The proposed changes, which sought to tighten the eligibility requirements for citizenship, were contained in the Australian Citizenship Legislation Amendment (Strengthening the Requirements for Australian Citizenship and Other Measures) Bill 2017. The Bill proposed various changes to the criteria for citizenship by conferral (or ‘naturalisation’), including a higher English language threshold, extension of the minimum permanent residency period from 12 months to four years, and a new requirement that applicants have ‘integrated into the Australian community’. The Bill also provided greater discretions to the Minister to grant, refuse and revoke citizenship.

In arguing for these changes, the Government claimed that the new measures aimed to promote integration and safeguard national security. However the proposed legislation was met with criticism by multicultural groups and migration policy experts as potentially undermining integration and social cohesion, by creating a significant bar to citizenship for many permanent residents.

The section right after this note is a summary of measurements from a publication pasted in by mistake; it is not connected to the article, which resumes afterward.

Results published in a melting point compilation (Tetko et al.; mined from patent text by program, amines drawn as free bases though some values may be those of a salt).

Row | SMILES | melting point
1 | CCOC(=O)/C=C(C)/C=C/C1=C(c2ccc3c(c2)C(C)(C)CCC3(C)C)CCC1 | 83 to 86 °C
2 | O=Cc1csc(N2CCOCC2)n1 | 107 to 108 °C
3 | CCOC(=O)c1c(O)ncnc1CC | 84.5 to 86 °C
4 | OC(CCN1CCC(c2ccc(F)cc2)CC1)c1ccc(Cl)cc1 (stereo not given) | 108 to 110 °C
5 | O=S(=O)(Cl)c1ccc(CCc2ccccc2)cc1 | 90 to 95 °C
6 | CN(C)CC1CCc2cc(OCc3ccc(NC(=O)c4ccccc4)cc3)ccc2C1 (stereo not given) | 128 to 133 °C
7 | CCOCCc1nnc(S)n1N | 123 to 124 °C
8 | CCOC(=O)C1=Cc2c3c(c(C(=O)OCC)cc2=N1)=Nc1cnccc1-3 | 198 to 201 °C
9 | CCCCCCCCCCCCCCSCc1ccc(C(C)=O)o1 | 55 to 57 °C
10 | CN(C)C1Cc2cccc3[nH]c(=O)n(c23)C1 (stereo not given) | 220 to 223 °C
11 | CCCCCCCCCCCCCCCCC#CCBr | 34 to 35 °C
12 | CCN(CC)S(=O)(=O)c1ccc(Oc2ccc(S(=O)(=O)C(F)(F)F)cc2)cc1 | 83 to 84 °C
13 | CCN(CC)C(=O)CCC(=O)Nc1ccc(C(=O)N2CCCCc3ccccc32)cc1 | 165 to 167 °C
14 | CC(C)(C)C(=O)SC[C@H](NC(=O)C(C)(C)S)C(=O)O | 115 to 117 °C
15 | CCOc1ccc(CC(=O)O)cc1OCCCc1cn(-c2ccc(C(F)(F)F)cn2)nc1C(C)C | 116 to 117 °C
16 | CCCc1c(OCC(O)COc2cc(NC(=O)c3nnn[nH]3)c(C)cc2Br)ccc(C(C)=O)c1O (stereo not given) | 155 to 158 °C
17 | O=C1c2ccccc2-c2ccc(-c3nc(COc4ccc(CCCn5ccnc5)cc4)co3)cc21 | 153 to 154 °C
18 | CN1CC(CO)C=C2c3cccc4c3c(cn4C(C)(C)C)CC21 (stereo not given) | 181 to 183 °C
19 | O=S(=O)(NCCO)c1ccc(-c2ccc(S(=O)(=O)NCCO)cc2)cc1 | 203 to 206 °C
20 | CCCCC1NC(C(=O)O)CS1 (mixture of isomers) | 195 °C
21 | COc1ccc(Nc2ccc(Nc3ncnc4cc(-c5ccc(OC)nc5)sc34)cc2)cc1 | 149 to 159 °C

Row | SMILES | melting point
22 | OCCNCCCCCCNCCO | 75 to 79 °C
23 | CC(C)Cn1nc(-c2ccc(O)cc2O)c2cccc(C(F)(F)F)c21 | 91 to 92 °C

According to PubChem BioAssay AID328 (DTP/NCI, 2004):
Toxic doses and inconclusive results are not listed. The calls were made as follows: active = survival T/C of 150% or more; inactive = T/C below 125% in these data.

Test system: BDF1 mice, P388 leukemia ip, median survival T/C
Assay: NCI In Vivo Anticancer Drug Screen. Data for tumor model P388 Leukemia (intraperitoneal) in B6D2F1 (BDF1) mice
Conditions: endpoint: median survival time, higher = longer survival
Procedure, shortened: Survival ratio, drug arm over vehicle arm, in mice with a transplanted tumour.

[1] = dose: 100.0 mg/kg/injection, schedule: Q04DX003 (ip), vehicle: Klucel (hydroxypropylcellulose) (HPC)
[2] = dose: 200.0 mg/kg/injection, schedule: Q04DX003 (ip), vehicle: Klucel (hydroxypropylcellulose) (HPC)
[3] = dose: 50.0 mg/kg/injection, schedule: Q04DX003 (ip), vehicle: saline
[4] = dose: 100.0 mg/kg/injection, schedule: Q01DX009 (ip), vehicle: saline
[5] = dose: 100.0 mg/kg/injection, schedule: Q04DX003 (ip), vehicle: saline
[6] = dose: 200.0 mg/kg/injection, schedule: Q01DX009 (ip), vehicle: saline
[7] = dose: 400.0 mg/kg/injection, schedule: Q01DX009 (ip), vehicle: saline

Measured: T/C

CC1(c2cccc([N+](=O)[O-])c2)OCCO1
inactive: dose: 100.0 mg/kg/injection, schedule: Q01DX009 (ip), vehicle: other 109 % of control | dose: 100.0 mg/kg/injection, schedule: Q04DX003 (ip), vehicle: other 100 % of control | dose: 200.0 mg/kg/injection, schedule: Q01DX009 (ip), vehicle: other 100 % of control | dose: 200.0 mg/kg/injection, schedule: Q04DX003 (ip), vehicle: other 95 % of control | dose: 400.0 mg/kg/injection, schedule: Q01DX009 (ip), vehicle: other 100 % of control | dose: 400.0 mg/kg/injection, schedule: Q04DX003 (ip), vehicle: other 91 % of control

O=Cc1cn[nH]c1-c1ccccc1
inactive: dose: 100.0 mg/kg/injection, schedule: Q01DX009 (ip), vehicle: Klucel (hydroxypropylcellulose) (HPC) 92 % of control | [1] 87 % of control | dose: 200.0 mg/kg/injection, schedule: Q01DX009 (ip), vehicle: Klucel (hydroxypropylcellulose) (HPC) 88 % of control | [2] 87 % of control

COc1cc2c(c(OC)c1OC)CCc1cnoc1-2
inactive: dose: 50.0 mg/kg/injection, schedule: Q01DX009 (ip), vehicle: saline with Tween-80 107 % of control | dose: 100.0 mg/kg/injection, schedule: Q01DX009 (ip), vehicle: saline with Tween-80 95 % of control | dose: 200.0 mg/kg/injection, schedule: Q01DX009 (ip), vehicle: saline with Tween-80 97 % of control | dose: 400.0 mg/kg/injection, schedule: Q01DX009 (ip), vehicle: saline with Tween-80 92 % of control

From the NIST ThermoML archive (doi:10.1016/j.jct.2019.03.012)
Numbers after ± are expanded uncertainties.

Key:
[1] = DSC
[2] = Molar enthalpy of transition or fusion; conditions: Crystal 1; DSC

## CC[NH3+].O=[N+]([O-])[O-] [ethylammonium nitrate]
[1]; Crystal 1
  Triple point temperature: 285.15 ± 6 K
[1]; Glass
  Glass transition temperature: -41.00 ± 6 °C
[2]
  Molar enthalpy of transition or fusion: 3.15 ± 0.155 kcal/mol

Other parliamentary parties issued dissenting reports opposing the legislation. The Bill passed the House of Representatives, but was not debated in the Senate and was discharged in October 2017.

A new similar Bill was introduced into the Senate in 2018, but it was not debated, and lapsed in April 2019.

Although attempts to pass these changes were ultimately unsuccessful, a number of these issues could potentially re-emerge in the future.

Have There Been Any Citizenship Changes Implemented?

Despite the above proposals not having been enacted to date, there have been other changes which have been introduced.

So, what has changed?

Changes to the Australian Citizenship Test

On the 17th September 2020, the former Acting Minister for Immigration, Citizenship, Migrant Services and Multicultural Affairs, Alan Tudge, announced that the Australian Citizenship Test would be updated to include a new section on Australian values.

The new questions cover freedom of speech, mutual respect, equality of opportunity, the importance of democracy and the rule of law.

The updated test comprises of 20 multiple-choice questions, five of which are on Australian values, and which must all be answered correctly to pass the test.

Additionally, an overall test score of at least 75% is required to pass the test.

These changes to the Australian Citizenship Test came into effect from 15 November 2020.

What Type of Australian Values Questions Can Be Asked?

Here is a sample of the types of questions that could be asked on Australian values.